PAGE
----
Thompson argues that the coal-gas dilemma could be solved in part by securing replacement capacity through competitive all-source supply, in order to ensure the least costly alternative resource portfolio for decommissioning. capacity of coal-fired power plants.
But this bill would reduce regulatory oversight over the long-term integrated resource planning process, giving the green light to gas plants through the legislature, she said. And, point out Thompson, Meyer and Harrison, the multi-year tariff provision further reduces regulatory oversight.
Multi-year pricing plan
Duke has been pushing for a multi-year tariff plan for years, and his latest attempt to implement such a policy failed in the 2019 legislative session following controversy on both sides of the aisle. The current iteration is an improvement on the previous proposal, Meyer and Harrison said, but there are still concerns that it may erode regulatory oversight.
The most significant improvements according to Harrison are the inclusion of performance-based pricing in the multi-year pricing plan. The proposal would also decouple or separate the amount of energy a utility sells from the profits it receives, giving Duke more incentive to invest in energy efficiency. Duke said “it is important to encourage investment in clean energy and the modern cost recovery mechanisms that this bill addresses.”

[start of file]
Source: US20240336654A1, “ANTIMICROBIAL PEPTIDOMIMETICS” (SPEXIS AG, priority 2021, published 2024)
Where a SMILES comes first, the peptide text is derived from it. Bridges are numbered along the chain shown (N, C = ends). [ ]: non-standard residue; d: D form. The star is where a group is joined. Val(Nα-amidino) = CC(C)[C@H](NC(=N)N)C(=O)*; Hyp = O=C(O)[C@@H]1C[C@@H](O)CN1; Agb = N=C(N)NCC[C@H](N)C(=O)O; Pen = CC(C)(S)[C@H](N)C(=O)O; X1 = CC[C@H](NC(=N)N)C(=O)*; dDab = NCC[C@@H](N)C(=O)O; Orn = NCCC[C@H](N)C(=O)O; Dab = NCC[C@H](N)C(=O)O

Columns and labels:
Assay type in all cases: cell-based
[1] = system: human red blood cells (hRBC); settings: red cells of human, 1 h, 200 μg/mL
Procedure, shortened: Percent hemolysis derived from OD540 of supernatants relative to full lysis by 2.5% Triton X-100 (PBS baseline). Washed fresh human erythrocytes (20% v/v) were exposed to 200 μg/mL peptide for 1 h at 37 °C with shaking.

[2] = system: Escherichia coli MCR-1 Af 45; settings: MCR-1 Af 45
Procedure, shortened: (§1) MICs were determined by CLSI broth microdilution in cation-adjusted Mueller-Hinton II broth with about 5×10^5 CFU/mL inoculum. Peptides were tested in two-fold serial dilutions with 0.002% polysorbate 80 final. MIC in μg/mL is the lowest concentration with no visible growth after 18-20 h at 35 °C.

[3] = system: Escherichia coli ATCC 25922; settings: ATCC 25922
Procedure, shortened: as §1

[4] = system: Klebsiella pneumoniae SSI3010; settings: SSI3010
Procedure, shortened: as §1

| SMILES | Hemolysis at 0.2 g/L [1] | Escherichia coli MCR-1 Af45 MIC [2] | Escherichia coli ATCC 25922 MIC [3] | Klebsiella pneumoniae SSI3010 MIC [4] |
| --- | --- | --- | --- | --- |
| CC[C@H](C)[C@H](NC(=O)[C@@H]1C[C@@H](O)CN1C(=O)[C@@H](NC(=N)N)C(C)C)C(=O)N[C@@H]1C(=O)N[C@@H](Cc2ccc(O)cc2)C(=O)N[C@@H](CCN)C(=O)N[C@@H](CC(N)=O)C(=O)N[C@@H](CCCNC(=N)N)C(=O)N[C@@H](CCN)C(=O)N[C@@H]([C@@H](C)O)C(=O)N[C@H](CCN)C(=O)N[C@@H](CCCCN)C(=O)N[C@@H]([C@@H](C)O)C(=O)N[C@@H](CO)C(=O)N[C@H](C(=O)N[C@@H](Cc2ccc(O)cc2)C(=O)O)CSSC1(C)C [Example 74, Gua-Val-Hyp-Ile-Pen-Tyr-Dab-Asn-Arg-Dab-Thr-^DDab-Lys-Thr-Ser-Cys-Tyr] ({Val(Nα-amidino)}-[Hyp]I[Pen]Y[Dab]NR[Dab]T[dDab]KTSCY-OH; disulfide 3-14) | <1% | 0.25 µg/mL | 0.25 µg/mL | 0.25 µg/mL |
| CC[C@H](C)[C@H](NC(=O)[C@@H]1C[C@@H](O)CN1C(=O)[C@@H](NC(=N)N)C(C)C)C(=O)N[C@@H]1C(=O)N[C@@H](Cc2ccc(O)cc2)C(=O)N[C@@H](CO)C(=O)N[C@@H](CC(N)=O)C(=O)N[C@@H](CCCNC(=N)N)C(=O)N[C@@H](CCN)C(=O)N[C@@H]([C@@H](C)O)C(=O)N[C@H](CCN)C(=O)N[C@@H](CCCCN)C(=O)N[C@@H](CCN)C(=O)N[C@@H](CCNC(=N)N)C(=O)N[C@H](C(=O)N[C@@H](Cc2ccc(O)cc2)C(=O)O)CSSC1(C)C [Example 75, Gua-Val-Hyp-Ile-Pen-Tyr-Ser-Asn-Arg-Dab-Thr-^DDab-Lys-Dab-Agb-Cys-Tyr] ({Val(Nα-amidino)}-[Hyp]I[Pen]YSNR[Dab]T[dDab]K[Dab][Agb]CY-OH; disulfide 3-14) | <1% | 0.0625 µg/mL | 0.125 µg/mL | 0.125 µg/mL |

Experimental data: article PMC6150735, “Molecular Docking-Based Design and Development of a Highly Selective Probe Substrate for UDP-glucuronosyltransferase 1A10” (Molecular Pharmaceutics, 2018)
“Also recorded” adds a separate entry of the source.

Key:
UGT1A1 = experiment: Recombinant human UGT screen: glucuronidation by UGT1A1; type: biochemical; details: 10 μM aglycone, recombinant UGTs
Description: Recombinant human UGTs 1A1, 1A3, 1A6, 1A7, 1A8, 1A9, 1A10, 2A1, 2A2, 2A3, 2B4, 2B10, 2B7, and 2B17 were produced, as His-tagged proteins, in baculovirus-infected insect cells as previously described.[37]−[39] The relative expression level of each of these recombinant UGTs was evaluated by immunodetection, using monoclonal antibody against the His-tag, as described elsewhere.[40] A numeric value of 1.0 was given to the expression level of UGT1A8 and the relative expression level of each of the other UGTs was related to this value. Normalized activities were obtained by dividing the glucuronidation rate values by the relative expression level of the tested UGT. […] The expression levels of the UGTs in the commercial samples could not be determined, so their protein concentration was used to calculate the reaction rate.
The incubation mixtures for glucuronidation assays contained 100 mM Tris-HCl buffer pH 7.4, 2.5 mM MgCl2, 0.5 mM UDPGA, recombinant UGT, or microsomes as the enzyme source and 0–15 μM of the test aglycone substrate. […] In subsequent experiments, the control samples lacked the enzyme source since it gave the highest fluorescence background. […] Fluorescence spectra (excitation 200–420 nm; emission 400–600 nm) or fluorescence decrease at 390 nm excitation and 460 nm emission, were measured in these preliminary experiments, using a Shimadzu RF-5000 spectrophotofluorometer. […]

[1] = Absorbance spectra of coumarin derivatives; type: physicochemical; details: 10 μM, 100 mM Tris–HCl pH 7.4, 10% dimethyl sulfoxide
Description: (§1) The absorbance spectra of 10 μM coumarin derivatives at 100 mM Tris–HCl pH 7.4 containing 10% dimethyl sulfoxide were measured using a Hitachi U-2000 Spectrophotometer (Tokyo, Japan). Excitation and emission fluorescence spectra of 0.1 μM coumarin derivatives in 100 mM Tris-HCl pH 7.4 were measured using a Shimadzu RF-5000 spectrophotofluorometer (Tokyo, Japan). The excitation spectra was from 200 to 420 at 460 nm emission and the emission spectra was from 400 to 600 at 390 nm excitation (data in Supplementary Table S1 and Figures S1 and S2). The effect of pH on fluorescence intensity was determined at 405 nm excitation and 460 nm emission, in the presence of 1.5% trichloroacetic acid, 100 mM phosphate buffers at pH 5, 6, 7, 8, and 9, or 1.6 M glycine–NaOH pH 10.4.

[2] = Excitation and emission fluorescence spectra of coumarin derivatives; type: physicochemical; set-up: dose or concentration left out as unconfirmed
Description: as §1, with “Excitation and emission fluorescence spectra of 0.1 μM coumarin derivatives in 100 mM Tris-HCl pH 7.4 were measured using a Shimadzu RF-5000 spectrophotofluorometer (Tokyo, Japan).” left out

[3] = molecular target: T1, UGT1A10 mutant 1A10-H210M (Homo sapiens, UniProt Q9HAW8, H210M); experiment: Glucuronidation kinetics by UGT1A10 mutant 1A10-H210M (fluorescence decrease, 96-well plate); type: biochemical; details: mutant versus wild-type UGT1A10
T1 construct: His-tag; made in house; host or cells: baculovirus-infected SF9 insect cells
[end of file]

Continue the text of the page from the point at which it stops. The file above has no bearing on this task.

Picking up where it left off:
But the plan would also allow the utility to submit a rate plan that encompasses costs for the next three years, based on the service’s projected costs. The utility argues this will cut down on costly regulatory processes, but Meyer and Thompson say it could save the utility too much money, given that it eliminates annual oversight from the pricing process.
“The potential for over-profit is the real issue,” Thompson said. “We welcome provisions that would take coal out, while at the same time removing the regulatory capacity of the utility board” is a problem.
Finally, Thompson pointed out that the bill does not include a study to examine the potential benefits of competitive supplies from all sources, an imbalanced energy market, or even a regional transportation agency (RTO). The stakeholder process that met last fall before negotiations on the bill began agreed it would be a good thing for the state to consider, she said, and a similar study is underway in South Carolina. But Duke opposes such a bill and there has been a campaign in the state against considering the RTO expansion.
“It makes you wonder, what are they afraid of? Thompson said. “Will the study show that this is a good option? If not, what do they have to fear from a study?